The pragmatic plan to be the strongest guy in the gym. Intermediate Planning.

James Plumb

10 minute read.

So this guy, Brian Clark of Ohio University, he finds 29 people to wrap their wrists in surgical casts. Half visualise lifting, the others don’t. The people that imagined lifting, their wrists were twice as strong as those who didn’t. They imagined lifting 5 days a week, 11 minutes a day. Brian, he’s probably a swell guy, but he, in fact, was duplicating many studies before him. Similar studies have been done for decades, and it seems its largely agreed that the visualisation activates similar brain activity than actual lifting.

Your brain is part of the lift bro. You need brain gains to succeed long term.

The point of this article is an assumption that the negative is true. If you continually think you will not be strong, you will be injured, and you will not be the strongest guy in the gym, you are probably right.


A Lesson from Derek Viet

He probably won’t like me saying this, but I’m bigger than him. 12 months before he squatted a weight heavier than the world record at DBS, he had it written on the walls of his room. He stared at it every day. He was over 40kg off the record, but when we’d talk about, he had already committed to the success.

That is one of the most impressive things I’ve ever seen in my life. And I’m old.

That one person’s belief is a huge part of the reason that over 15 members could squat 200 at the gym. Everyone just humanised success. We all had good reason to suspend disbelief.

At the same time, we had a new member join. He’d trained briefly at another gym and had confided in the coach he wanted to squat 170. The coach of that gym told him that was unrealistic. We can all safely assume that coach cannot squat 170 (despite training for many many years).



Its Later Than You Think – You need that mentality, now

Every one of us is capable of letting the days fly by. Yesterday you were 20, now you need to squint to read text messages. You need a sense of urgency to create inertia. You don’t need to be sprinting full time, but you need to be moving forward in a zombie-esque pace, just slowly moving forward. You need to recognize that every day, every workout, even every set must be worthwhile. Strength is a game of long term momentum. You need to believe that all those sets are going to add up, and that strength gains are imminent.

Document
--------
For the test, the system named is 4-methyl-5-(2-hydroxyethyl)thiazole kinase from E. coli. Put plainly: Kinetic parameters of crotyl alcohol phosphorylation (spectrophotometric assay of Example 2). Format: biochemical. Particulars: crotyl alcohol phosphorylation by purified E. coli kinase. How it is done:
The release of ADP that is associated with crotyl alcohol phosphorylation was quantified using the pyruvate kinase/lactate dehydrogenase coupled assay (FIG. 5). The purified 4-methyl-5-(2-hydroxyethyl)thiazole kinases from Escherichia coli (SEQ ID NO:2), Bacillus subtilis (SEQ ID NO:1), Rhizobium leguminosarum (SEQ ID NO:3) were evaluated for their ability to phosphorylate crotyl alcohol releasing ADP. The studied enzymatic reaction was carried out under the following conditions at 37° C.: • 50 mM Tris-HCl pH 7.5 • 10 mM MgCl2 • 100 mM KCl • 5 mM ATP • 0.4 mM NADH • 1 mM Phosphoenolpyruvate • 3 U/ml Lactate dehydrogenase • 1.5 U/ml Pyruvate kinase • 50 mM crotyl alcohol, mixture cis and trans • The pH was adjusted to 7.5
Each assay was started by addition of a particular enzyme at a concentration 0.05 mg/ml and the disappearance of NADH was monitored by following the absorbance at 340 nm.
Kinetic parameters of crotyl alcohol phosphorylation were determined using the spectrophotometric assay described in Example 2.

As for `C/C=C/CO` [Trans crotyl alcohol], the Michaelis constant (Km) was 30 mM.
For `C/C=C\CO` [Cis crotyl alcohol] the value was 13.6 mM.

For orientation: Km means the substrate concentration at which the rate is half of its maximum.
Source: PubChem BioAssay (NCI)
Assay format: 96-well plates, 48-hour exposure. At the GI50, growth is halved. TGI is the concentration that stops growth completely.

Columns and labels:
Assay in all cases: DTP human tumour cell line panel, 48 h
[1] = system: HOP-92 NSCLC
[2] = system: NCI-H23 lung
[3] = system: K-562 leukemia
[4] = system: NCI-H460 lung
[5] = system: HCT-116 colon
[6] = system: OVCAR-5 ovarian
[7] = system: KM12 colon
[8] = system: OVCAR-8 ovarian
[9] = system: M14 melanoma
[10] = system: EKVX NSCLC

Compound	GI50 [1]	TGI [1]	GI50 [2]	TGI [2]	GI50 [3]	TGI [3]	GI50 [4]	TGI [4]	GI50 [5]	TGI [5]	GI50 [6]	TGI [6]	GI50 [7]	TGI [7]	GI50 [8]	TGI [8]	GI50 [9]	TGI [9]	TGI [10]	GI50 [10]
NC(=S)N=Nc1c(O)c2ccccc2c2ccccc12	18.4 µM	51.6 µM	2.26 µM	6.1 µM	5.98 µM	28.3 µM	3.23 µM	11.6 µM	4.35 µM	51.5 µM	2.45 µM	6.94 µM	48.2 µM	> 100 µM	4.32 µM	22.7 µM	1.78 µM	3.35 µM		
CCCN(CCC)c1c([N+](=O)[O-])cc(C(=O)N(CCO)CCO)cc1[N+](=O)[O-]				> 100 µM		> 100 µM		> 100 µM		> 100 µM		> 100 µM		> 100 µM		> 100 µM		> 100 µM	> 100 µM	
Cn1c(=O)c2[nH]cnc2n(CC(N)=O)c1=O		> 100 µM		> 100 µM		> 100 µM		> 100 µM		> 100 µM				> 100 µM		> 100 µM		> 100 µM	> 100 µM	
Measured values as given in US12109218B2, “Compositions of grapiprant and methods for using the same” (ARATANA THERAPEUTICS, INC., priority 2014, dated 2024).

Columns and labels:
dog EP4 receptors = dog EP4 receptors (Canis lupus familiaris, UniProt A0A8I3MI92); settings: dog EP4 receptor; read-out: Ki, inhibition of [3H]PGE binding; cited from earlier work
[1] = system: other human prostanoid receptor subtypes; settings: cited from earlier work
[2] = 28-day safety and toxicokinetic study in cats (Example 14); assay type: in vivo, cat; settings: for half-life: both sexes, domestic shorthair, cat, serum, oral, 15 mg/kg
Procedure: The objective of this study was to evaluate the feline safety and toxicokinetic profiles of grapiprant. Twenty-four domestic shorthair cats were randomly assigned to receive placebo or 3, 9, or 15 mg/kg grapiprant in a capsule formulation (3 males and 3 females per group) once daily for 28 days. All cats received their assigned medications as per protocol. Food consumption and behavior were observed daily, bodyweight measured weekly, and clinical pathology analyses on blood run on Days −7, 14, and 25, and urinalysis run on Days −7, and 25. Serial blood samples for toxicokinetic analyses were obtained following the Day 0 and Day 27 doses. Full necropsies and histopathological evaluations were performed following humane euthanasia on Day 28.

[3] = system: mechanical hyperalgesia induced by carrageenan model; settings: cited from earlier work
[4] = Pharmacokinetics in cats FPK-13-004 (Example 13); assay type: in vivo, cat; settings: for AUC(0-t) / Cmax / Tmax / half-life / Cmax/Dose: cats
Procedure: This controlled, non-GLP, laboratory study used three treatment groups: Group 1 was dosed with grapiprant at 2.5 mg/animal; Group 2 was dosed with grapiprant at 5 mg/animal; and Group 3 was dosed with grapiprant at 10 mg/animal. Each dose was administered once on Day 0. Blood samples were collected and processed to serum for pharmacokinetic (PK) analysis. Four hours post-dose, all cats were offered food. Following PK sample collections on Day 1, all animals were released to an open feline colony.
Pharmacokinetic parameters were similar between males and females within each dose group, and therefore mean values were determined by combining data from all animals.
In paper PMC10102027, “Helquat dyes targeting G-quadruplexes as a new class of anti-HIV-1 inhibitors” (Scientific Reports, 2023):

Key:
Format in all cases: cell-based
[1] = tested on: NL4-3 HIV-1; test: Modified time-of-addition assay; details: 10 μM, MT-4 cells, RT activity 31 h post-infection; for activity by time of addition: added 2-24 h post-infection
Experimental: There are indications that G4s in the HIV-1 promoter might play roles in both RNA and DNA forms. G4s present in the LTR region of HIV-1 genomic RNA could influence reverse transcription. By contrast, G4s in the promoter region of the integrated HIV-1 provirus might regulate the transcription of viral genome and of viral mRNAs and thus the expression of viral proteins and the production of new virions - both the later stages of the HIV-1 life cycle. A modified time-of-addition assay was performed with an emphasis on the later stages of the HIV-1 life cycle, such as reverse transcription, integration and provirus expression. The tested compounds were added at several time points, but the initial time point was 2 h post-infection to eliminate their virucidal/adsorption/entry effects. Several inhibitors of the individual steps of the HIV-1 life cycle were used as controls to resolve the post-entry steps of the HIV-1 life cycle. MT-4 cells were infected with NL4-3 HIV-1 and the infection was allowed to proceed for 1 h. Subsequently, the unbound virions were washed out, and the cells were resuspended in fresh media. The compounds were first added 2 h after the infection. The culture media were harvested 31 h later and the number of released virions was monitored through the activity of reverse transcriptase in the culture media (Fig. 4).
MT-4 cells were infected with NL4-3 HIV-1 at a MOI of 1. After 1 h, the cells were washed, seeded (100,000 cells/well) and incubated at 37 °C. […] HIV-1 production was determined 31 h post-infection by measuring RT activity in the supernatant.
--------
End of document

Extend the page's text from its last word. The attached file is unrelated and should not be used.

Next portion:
I have said this to a lot of people. If you don’t give up, and you don’t die, you end up strong. It's that simple.

If people took this idiom up, people would be far more realistic about the long-term gains possible in lifting.


Pragmatic Ways of Building Momentum and ensuring you end up, eventually, the strongest man in the gym

Here are some practical tips that help build a longer term plan. Hopefully these help

  1. Compete less often. After the initial stages of training, its good to have goals, but good not to put yourself in constant danger of breaking. Once a year is good. Once a year on a platform, once a year with your gym buddies, that’s plenty. Before you start each strength block, write out where you are going, and commit to it.
  2. Not all goals need to be about 1RM. Not all goals need to be about the big three. Regularly create blocks of training around accessory lifts. High bar, weighted dips and snatch grip deads, for 5RM – that could be an entire cycle easily
  3. Body build. You know you want to. Spend time working on muscular growth, which in turn, will lead to more strength
  4. Be perfect with your form
  5. Understand that a 10-year plan, is a sensible plan


Pragmatic was of Staying weak

Here are some practical tips that will help you stay where you are

  1. Thinking you are strong. Everyone is a weaker version of their future self
  2. Hang out with people who have lifted the same weights for years
  3. Hang out with anyone who says ‘I’m just not built to squat’
  4. People that say ‘being strong is young man’s game’
  5. Being that guy, or hanging out with that guy, who says everyone stronger than him is on the juice

Hopefully some of this article helps. I sincerely hope your lifting career is long, fruitful and ends with you being the strongest guy in the gym. As lame as it sounds, you just have to believe its inevitable.


About the author

Andrew Jansen is the co-founder and a director of DBS Barbell.

He has competed in equipped and raw powerlifting, and in Strongman comps.

His current best lifts are raw 237.5kg squat, 172.5kg bench and 290kg deadlift at 105kg bodyweight.

You can find DBS on or


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    Colin Gwyther

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